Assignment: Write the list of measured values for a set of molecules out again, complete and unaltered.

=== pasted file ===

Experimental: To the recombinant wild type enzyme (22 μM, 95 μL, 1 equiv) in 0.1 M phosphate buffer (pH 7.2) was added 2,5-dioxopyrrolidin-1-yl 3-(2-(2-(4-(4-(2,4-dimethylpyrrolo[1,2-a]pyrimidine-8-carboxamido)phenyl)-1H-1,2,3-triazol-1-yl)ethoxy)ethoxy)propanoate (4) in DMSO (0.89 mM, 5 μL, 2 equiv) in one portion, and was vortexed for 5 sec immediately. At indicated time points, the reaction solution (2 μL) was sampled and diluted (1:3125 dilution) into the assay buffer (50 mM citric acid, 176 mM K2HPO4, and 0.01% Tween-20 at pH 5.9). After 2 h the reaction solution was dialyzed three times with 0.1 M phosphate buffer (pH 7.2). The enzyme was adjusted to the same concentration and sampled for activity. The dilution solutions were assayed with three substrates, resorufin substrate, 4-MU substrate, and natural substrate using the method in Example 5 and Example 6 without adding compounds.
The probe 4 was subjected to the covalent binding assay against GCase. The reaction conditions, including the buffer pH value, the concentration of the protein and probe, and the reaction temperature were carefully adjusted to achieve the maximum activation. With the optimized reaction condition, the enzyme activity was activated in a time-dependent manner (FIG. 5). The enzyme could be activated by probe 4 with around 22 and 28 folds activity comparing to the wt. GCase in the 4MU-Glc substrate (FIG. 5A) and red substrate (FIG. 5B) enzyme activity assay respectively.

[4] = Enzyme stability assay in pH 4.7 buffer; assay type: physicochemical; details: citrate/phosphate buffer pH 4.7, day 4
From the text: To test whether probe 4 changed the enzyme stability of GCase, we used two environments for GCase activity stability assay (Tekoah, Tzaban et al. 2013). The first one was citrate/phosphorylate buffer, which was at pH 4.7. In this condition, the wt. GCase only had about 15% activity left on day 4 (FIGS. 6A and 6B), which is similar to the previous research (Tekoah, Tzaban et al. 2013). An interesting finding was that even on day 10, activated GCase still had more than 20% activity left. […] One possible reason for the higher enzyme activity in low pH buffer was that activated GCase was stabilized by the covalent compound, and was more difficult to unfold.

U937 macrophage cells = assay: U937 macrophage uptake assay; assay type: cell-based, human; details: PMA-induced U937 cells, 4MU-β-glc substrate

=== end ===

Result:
Experimental: To the recombinant wild type enzyme (22 μM, 95 μL, 1 equiv) in 0.1 M phosphate buffer (pH 7.2) was added 2,5-dioxopyrrolidin-1-yl 3-(2-(2-(4-(4-(2,4-dimethylpyrrolo[1,2-a]pyrimidine-8-carboxamido)phenyl)-1H-1,2,3-triazol-1-yl)ethoxy)ethoxy)propanoate (4) in DMSO (0.89 mM, 5 μL, 2 equiv) in one portion, and was vortexed for 5 sec immediately. At indicated time points, the reaction solution (2 μL) was sampled and diluted (1:3125 dilution) into the assay buffer (50 mM citric acid, 176 mM K2HPO4, and 0.01% Tween-20 at pH 5.9). After 2 h the reaction solution was dialyzed three times with 0.1 M phosphate buffer (pH 7.2). The enzyme was adjusted to the same concentration and sampled for activity. The dilution solutions were assayed with three substrates, resorufin substrate, 4-MU substrate, and natural substrate using the method in Example 5 and Example 6 without adding compounds.
The probe 4 was subjected to the covalent binding assay against GCase. The reaction conditions, including the buffer pH value, the concentration of the protein and probe, and the reaction temperature were carefully adjusted to achieve the maximum activation. With the optimized reaction condition, the enzyme activity was activated in a time-dependent manner (FIG. 5). The enzyme could be activated by probe 4 with around 22 and 28 folds activity comparing to the wt. GCase in the 4MU-Glc substrate (FIG. 5A) and red substrate (FIG. 5B) enzyme activity assay respectively.

[4] = Enzyme stability assay in pH 4.7 buffer; assay type: physicochemical; details: citrate/phosphate buffer pH 4.7, day 4
From the text: To test whether probe 4 changed the enzyme stability of GCase, we used two environments for GCase activity stability assay (Tekoah, Tzaban et al. 2013). The first one was citrate/phosphorylate buffer, which was at pH 4.7. In this condition, the wt. GCase only had about 15% activity left on day 4 (FIGS. 6A and 6B), which is similar to the previous research (Tekoah, Tzaban et al. 2013). An interesting finding was that even on day 10, activated GCase still had more than 20% activity left. […] One possible reason for the higher enzyme activity in low pH buffer was that activated GCase was stabilized by the covalent compound, and was more difficult to unfold.

U937 macrophage cells = assay: U937 macrophage uptake assay; assay type: cell-based, human; details: PMA-induced U937 cells, 4MU-β-glc substrate